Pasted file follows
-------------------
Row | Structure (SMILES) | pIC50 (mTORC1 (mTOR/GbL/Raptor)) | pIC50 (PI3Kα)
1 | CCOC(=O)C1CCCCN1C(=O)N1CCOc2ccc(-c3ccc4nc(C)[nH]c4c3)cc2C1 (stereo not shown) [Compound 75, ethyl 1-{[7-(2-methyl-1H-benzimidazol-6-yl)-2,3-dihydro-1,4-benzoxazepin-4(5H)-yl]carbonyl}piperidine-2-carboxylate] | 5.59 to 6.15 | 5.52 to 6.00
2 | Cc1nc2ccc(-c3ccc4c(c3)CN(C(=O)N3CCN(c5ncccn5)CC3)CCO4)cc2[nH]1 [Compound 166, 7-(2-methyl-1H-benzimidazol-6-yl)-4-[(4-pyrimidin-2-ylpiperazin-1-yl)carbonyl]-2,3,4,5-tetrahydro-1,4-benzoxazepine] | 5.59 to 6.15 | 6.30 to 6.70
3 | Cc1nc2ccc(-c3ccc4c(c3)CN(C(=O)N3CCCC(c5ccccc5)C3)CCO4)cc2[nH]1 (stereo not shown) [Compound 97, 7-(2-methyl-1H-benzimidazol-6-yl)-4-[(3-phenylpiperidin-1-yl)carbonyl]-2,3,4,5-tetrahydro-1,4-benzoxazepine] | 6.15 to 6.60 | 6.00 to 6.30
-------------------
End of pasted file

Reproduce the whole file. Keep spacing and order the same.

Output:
Row | Structure (SMILES) | pIC50 (mTORC1 (mTOR/GbL/Raptor)) | pIC50 (PI3Kα)
1 | CCOC(=O)C1CCCCN1C(=O)N1CCOc2ccc(-c3ccc4nc(C)[nH]c4c3)cc2C1 (stereo not shown) [Compound 75, ethyl 1-{[7-(2-methyl-1H-benzimidazol-6-yl)-2,3-dihydro-1,4-benzoxazepin-4(5H)-yl]carbonyl}piperidine-2-carboxylate] | 5.59 to 6.15 | 5.52 to 6.00
2 | Cc1nc2ccc(-c3ccc4c(c3)CN(C(=O)N3CCN(c5ncccn5)CC3)CCO4)cc2[nH]1 [Compound 166, 7-(2-methyl-1H-benzimidazol-6-yl)-4-[(4-pyrimidin-2-ylpiperazin-1-yl)carbonyl]-2,3,4,5-tetrahydro-1,4-benzoxazepine] | 5.59 to 6.15 | 6.30 to 6.70
3 | Cc1nc2ccc(-c3ccc4c(c3)CN(C(=O)N3CCCC(c5ccccc5)C3)CCO4)cc2[nH]1 (stereo not shown) [Compound 97, 7-(2-methyl-1H-benzimidazol-6-yl)-4-[(3-phenylpiperidin-1-yl)carbonyl]-2,3,4,5-tetrahydro-1,4-benzoxazepine] | 6.15 to 6.60 | 6.00 to 6.30